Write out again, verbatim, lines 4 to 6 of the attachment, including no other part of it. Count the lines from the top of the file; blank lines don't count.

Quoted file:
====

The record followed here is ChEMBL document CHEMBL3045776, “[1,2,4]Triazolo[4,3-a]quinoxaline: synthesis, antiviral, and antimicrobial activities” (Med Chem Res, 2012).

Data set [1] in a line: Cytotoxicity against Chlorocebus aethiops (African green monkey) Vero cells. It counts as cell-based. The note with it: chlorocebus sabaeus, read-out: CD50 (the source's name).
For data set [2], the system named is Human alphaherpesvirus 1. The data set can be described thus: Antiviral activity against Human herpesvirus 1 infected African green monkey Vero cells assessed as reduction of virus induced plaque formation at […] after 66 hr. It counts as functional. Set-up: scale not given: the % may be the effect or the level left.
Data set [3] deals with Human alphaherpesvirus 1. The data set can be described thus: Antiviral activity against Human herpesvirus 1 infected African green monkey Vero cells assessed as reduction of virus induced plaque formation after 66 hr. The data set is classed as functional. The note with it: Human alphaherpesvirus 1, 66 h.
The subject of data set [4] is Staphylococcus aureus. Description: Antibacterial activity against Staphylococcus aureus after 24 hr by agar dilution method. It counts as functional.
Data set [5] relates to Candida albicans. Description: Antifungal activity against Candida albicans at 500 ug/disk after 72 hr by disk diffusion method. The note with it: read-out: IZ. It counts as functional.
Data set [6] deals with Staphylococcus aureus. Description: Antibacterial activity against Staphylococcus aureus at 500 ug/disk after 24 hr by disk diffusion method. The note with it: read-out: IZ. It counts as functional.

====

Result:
Data set [3] deals with Human alphaherpesvirus 1. The data set can be described thus: Antiviral activity against Human herpesvirus 1 infected African green monkey Vero cells assessed as reduction of virus induced plaque formation after 66 hr. The data set is classed as functional. The note with it: Human alphaherpesvirus 1, 66 h.
The subject of data set [4] is Staphylococcus aureus. Description: Antibacterial activity against Staphylococcus aureus after 24 hr by agar dilution method. It counts as functional.
Data set [5] relates to Candida albicans. Description: Antifungal activity against Candida albicans at 500 ug/disk after 72 hr by disk diffusion method. The note with it: read-out: IZ. It counts as functional.